One of the big reasons Ostrander was hand-picked as Berry’s successor was to avoid the need to reboot the program or make a lot of changes to a winning culture. The Golden Eagles have reached the NCAA Tournament’s super regional round two years in a row, and have been to the tournament seven consecutive times.

“A lot of times people are standing at that podium and you’ve got to change a lot to try and get back to things. But it’s kind of established and set here,” Ostrander said. “I think that’s why it is important to have the succession of people who have been here. It’s a continuation. It’s not an overhaul. It’s not a blood transfusion.”

Ostrander’s coaching staff appears to be an extension of that philosophy. All of his assistants either were already on staff, had previous ties to the school, or in the case of Lynch were on this year’s roster.
Bradford is a native of Raymond and the son of former major leaguer Chad Bradford, who was also a USM alum.

The younger Bradford will start his first year on the field after holding the role of Director of Player Development/Operations the last two seasons. His responsibilities will include assisting with pitchers and recruiting.

Rhodes returns to Southern Miss after spending the last two seasons at Nicholls State as hitting coach and recruiting coordinator. He was a volunteer assistant for USM in 2020.

Rhodes will coach hitting and outfielders, and serve as the Golden Eagles’ recruiting coordinator.

Creel will return for his fifth season with the program, and Brewer for his third.

Creel will be the primary hitting coach and work with infielders and recruiting. Last season, with Creel helping to coach the hitters, the Golden Eagles hit 88 home runs and scored 458 runs. It was the most runs they’ve scored since 2018.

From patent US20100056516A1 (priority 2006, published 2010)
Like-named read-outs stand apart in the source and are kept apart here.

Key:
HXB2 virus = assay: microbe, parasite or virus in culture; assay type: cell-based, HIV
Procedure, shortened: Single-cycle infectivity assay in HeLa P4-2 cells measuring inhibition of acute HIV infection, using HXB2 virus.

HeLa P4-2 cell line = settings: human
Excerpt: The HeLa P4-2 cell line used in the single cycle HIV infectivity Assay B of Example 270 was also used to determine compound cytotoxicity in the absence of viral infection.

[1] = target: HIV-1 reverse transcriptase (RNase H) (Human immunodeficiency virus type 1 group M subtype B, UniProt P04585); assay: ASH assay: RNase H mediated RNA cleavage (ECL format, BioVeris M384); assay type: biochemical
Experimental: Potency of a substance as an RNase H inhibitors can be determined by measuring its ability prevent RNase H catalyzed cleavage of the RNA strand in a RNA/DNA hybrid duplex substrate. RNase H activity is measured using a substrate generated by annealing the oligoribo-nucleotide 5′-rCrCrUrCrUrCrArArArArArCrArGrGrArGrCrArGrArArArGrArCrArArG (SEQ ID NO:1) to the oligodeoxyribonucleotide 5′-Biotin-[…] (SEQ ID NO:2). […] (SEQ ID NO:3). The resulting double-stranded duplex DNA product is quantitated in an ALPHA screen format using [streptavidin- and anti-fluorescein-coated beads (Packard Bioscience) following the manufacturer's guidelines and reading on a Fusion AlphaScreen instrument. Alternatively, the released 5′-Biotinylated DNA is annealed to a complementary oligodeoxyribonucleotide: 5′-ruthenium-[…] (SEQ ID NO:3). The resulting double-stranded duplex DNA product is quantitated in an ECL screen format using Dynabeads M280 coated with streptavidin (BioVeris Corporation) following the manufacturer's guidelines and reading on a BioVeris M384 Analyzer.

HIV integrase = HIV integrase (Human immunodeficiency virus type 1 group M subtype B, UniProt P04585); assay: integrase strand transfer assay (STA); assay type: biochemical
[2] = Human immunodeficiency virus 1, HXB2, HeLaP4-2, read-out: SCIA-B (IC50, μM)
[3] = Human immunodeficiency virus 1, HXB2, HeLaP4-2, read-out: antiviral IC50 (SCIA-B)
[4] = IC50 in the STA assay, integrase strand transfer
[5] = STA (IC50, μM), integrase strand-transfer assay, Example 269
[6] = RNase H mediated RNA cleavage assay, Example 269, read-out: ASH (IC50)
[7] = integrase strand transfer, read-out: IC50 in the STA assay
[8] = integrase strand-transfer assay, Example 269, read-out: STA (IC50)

Brewer was a volunteer assistant last season and worked with hitters and as the first base coach. Next season he will focus on overseeing player development as well as with hitting, catchers and on-campus recruiting.

Mauldin will return to Southern Miss after serving as an assistant coach on the Gulf Coast Community College staff.

Lynch is a newcomer to the staff as a graduate assistant coach, after finishing an outstanding playing career at Southern Miss. Lynch, who played a record 268 games as a Golden Eagle, will work with hitters, infielders and on-campus recruiting.

Ostrander said Lynch’s recent playing experience will also serve a valuable role in making him “a liaison” with the current players.

“Danny is one of the most infectious people I’ve been around. His love of baseball, the way he practices from the fall of ‘18 to now, he’s going to bring that same energy as a coach,” Ostrander said. “He’s kind of the liaison, the buffer with the players and the coaches. I think it’s really valuable when you have a guy like that. He might have a different pulse on things.”

About Ernest Bowker

Ernest Bowker is The Vicksburg Post's sports editor. He has been a member of The Vicksburg Post's sports staff since 1998, making him one of the longest-tenured reporters in the paper's 140-year history. The New Jersey native is a graduate of LSU. In his career, he has won more than 50 awards from the Mississippi Press Association and Associated Press for his coverage of local sports in Vicksburg.